[Gta04-owner] Speex echo cancelation now working?

NeilBrown neilb at suse.de
Mon Apr 16 14:19:23 CEST 2012

On Mon, 16 Apr 2012 10:29:02 +0200 Radek Polak <psonek2 at seznam.cz> wrote:

> On Monday, April 16, 2012 02:59:31 AM NeilBrown wrote:
> > Hi Radek,
> > 
> >  I finally got up to the stage of making real phone calls on my GTA04 and
> >  this was very helpful!  Thanks.
> Nice to hear that it works for you.
> >  I've been examining it to make sure I understand what is happening and
> > there are a few peculiarities.  The thing that stood out for me was the
> > apparent need to set start_threshold so high.  I would have thought we want
> > to start playing samples as soon as possible, but the setting you use
> > doesn't start playing until the buffer is full.
> >  So I tried reducing it can got terrible clicks and over-runs (as I'm sure
> >  you know).
> Yup, it took me most of the time to figure out this. My first tries were without 
> the threshold. This worked on my notebook but not on GTA04. Then i looked at 
> aplay sources and found this threshold param and it started working (btw they 
> set it in aplay too).
> >  Continuing exploration found two more interesting things.
> > 
> >  1/ At the point where you do echo cancellation, the two input buffers are
> >     different ages.  One was captured just recently (over the last 32ms)
> >     while the other was captured before that (between 64 and 32 ms ago).
> >     You can show this by calling snd_pcm_delay() on each handle (r0.handle
> >     and r1.handle).  I found that r0.handle was consistently 256 samples old
> > while r0.handle was fresh.
> > 
> >     The sound devices don't actually start capturing until the first read()
> >     call (or a call to snd_pcm_start()).
> >     Your code repeatedly reads from the GSM source until it gets a
> > successful read, then it reads from the microphone.  So we don't start
> > recording from the microphone until we already have a 32ms buffer (256
> > samples) from the GSM source.  This means we are always 32ms out of sync.
> > 
> >     This can easily be addressed by inserting:
> > 
> >      while (route_stream_read(&r1))
> >             ;
> > 
> >     before starting the "while (!terminating) {" loop.
> I though i am reading from both of the cards in the beginning:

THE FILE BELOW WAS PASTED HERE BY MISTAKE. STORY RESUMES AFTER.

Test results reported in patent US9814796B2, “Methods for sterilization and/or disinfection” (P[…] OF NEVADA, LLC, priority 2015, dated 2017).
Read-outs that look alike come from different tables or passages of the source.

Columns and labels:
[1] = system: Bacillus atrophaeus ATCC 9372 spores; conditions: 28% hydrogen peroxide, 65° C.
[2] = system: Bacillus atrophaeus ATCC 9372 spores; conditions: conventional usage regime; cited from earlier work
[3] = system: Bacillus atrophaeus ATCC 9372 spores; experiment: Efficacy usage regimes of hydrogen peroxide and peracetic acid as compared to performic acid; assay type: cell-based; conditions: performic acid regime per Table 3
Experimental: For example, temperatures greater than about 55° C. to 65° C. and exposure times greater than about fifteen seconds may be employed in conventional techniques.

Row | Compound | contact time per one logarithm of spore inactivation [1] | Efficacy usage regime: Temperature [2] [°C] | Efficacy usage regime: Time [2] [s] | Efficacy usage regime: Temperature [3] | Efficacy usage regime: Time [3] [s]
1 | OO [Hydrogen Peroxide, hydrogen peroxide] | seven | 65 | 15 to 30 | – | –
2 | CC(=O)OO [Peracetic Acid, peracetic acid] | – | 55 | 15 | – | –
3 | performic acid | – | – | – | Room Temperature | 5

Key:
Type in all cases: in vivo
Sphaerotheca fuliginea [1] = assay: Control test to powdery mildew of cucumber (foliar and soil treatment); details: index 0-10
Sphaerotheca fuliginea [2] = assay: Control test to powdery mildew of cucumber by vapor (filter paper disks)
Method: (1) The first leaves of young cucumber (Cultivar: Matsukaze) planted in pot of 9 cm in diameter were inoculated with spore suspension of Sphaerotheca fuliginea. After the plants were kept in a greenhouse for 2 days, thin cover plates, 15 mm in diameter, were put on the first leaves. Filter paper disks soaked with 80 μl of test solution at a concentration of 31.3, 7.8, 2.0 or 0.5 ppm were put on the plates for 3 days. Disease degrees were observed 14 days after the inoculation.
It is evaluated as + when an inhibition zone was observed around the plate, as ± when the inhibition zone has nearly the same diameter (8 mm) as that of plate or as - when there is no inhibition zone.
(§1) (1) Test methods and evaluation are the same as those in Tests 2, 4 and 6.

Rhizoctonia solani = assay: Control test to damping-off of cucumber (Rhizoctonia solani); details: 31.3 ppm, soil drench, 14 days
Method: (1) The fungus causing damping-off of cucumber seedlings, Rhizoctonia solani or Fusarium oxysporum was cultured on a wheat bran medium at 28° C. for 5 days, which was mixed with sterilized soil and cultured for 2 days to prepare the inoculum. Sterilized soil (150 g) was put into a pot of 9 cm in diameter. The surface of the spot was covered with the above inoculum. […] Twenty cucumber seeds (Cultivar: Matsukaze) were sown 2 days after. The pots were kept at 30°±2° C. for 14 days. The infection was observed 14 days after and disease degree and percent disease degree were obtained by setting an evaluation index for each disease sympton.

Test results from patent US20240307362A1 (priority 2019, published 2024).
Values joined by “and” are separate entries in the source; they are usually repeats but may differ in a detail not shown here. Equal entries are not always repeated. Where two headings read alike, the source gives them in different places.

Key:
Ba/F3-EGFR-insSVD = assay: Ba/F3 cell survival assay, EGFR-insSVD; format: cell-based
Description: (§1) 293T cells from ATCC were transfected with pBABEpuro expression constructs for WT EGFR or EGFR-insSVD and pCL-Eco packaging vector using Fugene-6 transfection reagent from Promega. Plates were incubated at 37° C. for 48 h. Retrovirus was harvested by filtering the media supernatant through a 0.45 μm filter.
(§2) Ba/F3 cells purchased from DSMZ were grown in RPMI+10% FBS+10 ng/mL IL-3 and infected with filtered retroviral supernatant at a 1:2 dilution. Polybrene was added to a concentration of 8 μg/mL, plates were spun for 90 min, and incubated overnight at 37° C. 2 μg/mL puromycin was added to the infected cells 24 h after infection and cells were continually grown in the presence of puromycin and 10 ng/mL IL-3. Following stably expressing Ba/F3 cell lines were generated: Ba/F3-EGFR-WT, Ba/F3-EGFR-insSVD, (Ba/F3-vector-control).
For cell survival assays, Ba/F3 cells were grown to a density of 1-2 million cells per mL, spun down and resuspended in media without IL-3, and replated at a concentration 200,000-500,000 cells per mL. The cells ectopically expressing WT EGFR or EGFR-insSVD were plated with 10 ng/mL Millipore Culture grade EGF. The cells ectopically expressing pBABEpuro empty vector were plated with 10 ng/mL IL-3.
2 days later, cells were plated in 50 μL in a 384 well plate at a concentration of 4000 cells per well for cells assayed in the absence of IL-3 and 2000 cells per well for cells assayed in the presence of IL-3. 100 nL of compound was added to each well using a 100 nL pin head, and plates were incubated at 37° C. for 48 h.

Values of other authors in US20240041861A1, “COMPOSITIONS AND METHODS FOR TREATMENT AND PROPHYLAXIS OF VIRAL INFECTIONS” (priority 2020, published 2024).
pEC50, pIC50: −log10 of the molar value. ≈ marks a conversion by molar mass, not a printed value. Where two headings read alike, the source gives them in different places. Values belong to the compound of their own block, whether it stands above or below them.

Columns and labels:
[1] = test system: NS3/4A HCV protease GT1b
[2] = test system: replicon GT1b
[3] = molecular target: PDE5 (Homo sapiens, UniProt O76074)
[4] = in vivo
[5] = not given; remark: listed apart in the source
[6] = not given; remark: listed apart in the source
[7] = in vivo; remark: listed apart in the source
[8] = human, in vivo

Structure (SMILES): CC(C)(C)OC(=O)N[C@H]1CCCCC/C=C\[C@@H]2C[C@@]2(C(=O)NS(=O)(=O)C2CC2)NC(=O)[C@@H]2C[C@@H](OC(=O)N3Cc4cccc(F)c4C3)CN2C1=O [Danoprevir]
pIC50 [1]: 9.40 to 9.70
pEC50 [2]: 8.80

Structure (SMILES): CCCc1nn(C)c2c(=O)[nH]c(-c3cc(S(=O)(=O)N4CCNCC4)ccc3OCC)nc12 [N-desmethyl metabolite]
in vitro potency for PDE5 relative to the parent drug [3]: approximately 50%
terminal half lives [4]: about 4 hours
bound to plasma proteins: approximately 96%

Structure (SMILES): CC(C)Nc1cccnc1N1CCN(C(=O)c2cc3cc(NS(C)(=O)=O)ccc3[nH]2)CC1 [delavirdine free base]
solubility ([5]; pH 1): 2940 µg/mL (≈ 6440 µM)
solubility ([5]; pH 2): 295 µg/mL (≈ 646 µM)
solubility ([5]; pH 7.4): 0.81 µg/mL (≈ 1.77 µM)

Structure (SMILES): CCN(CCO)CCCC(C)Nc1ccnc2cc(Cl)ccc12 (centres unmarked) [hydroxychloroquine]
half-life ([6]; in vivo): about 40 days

>     while (!terminating) {
>         if (route_stream_read(&r0)) {	<==== internal

This read request (the first time through the loop) tells the sound device to
start recording. It will collect samples for 32ms and then return the buffer 
with 256 frames it in.

>             blink_aux();
>             continue;
>         }
>         rc = route_stream_read(&r1);	<==== umts

Now we tell the other sound device to start recording (When the first one has
already been recording for 32ms).   It will collect samples for 32ms and then
return a buffer with 256 frames in it.
During this time the internal sound device was still recording and has
another 32ms of sound buffered.  But we don't look at that yet.

So the time-of-recording of the two buffers we have at this point differ by

> >     Doing this discards the first full period received from the GSM
> >     source, but allows the two streams to be more in-sync: The
> >     snd_pcm_delay is the same for both. This might allow us to reduce the
> >     size of the 'tail' given to speex_echo_state_init() which is higher than
> > it should need to be.
> Yes, the current tail 8192 looks too high to me. But if i used smaller values 
> the other side started to hear some artifacts and with small values even the 
> full echo.
> As far as i understand it the tail should be very small - we want to process 
> sound played on earpiece and remove it from sound recorded by internal sound 
> card. Shouldnt here be 1 or 2 periods enough?

The length of the tail is a function of the total delay which has 2 parts:
 1- the difference between the time when the original period was played and
    the time when the received period was recorded
 2- the time for sound to travel from the speaker to the microphone.

When using the handset speaker-mic there should be no echo in the room (off